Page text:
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J Diabetes Sci Technol. 2009 May 1;3(3):509-16.

EyePACS: an adaptable telemedicine system for diabetic retinopathy screening.

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University of California, Berkeley, Meredith Morgan Optometric Eye Center, Berkeley, CA 94720, USA.



Annual retinal screening of patients with diabetes is the standard clinical practice to prevent visual impairment and blindness from diabetic retinopathy. Telemedicine-based diabetic retinopathy screening (DRS) in primary care settings can effectively detect sight-threatening retinopathy and significantly increase compliance with annual retinal exams. EyePACS is a license-free Web-based DRS system designed to simplify the process of image capture, transmission, and review. The system provides a flexible platform for collaboration among clinicians about diabetic retinopathy.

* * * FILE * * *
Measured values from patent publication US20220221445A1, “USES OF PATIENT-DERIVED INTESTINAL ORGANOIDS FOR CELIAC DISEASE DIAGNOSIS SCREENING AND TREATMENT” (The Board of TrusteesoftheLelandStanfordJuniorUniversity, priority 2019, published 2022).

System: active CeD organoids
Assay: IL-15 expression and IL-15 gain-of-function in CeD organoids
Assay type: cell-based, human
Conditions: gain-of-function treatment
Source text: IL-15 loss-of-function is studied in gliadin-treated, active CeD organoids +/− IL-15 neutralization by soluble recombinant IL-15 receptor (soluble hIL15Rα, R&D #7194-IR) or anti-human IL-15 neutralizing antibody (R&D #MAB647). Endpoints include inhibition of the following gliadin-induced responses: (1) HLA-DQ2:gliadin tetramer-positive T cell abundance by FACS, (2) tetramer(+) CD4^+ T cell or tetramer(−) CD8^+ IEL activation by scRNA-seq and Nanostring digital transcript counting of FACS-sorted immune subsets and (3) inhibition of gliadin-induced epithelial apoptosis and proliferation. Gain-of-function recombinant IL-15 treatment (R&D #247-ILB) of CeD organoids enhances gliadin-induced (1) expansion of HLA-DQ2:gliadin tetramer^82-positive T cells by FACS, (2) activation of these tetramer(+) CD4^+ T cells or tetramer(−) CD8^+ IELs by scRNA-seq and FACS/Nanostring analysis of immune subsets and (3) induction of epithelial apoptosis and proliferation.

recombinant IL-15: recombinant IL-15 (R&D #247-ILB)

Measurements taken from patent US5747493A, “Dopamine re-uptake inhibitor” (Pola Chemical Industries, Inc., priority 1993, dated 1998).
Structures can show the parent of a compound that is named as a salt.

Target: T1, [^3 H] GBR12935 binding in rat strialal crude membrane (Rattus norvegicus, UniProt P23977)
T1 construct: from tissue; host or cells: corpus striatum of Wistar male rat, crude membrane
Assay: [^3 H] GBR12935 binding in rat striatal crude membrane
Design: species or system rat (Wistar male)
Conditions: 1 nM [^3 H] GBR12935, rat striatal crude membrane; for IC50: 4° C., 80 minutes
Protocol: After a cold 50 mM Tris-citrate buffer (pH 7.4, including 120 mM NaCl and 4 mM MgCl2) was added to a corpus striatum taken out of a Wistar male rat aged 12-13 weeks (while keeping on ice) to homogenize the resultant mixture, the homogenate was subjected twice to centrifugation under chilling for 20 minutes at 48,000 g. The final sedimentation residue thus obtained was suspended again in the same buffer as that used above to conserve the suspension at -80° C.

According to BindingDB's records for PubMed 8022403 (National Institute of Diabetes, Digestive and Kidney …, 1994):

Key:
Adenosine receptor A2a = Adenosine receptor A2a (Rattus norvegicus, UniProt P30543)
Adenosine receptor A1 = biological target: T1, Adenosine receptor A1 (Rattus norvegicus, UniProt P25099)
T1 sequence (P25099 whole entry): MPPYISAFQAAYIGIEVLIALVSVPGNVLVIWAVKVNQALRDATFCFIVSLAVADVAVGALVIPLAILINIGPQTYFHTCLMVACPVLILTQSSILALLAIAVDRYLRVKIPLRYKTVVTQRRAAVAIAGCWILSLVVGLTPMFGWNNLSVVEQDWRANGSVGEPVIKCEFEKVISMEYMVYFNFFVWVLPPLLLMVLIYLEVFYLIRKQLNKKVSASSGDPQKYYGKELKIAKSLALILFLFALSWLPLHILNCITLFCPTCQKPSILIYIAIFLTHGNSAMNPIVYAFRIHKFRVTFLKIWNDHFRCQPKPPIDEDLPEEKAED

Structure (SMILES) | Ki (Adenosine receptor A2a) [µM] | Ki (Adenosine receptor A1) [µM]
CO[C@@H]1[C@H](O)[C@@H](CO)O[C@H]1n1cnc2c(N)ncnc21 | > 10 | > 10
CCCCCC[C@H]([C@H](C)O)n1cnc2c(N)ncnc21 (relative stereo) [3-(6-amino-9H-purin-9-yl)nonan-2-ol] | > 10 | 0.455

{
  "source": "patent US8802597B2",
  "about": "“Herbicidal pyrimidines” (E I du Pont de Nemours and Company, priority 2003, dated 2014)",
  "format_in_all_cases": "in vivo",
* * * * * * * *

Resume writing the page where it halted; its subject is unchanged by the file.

Primary clinic personnel (i.e., nursing, technical, or administrative staff) are trained and certified by the EyePACS program to acquire retinal images from standard digital retinal cameras. Relevant clinical data and eight high-resolution images per patient (two external and six retinal images) are encrypted and transmitted to a secure Internet server, using a standard computer and Web browser. Images are then interpreted by certified EyePACS reviewers or local eye care providers who are certified through the EyePACS Retinopathy Grading System. Reports indicating retinopathy level and referral recommendations are transmitted back to primary care providers through the EyePACS Web site or through interfaces between EyePACS and Health Level 7-compliant electronic medical records or chronic disease registries.


The pilot phase of the EyePACS DRS program in California (2005-2006) recorded 3562 encounters. Since 2006, EyePACS has been expanded to over 120 primary care sites throughout California and elsewhere recording over 34,000 DRSs. The overall rate of referral is 8.21% for sight-threatening retinopathy and 7.83% for other conditions (e.g., cataract and glaucoma).


The use of license-free Web-based software, standard interfaces, and flexible protocols has allowed primary care providers to adopt retinopathy screening with minimal effort and resources.

[Indexed for MEDLINE]
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